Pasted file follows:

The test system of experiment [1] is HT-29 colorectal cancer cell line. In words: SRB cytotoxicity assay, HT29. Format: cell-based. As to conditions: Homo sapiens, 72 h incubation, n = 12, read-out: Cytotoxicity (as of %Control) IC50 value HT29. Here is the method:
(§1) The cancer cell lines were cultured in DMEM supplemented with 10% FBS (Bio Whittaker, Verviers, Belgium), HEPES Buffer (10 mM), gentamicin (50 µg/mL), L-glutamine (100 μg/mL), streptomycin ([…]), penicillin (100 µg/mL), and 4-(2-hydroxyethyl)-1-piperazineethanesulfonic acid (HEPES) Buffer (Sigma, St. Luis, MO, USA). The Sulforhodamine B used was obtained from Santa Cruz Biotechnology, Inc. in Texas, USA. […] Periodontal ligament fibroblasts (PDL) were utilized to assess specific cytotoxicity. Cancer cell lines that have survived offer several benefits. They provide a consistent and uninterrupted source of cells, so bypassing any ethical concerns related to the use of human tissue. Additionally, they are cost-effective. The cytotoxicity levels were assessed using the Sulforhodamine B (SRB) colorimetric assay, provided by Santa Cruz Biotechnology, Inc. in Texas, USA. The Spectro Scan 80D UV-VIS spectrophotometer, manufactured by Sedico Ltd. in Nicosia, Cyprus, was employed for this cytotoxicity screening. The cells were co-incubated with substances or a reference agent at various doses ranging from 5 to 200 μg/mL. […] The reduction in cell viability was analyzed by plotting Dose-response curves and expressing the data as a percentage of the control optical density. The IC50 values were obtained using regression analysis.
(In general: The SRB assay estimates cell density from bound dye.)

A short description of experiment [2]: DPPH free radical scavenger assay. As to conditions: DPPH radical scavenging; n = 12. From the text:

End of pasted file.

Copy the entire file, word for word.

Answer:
The test system of experiment [1] is HT-29 colorectal cancer cell line. In words: SRB cytotoxicity assay, HT29. Format: cell-based. As to conditions: Homo sapiens, 72 h incubation, n = 12, read-out: Cytotoxicity (as of %Control) IC50 value HT29. Here is the method:
(§1) The cancer cell lines were cultured in DMEM supplemented with 10% FBS (Bio Whittaker, Verviers, Belgium), HEPES Buffer (10 mM), gentamicin (50 µg/mL), L-glutamine (100 μg/mL), streptomycin ([…]), penicillin (100 µg/mL), and 4-(2-hydroxyethyl)-1-piperazineethanesulfonic acid (HEPES) Buffer (Sigma, St. Luis, MO, USA). The Sulforhodamine B used was obtained from Santa Cruz Biotechnology, Inc. in Texas, USA. […] Periodontal ligament fibroblasts (PDL) were utilized to assess specific cytotoxicity. Cancer cell lines that have survived offer several benefits. They provide a consistent and uninterrupted source of cells, so bypassing any ethical concerns related to the use of human tissue. Additionally, they are cost-effective. The cytotoxicity levels were assessed using the Sulforhodamine B (SRB) colorimetric assay, provided by Santa Cruz Biotechnology, Inc. in Texas, USA. The Spectro Scan 80D UV-VIS spectrophotometer, manufactured by Sedico Ltd. in Nicosia, Cyprus, was employed for this cytotoxicity screening. The cells were co-incubated with substances or a reference agent at various doses ranging from 5 to 200 μg/mL. […] The reduction in cell viability was analyzed by plotting Dose-response curves and expressing the data as a percentage of the control optical density. The IC50 values were obtained using regression analysis.
(In general: The SRB assay estimates cell density from bound dye.)

A short description of experiment [2]: DPPH free radical scavenger assay. As to conditions: DPPH radical scavenging; n = 12. From the text: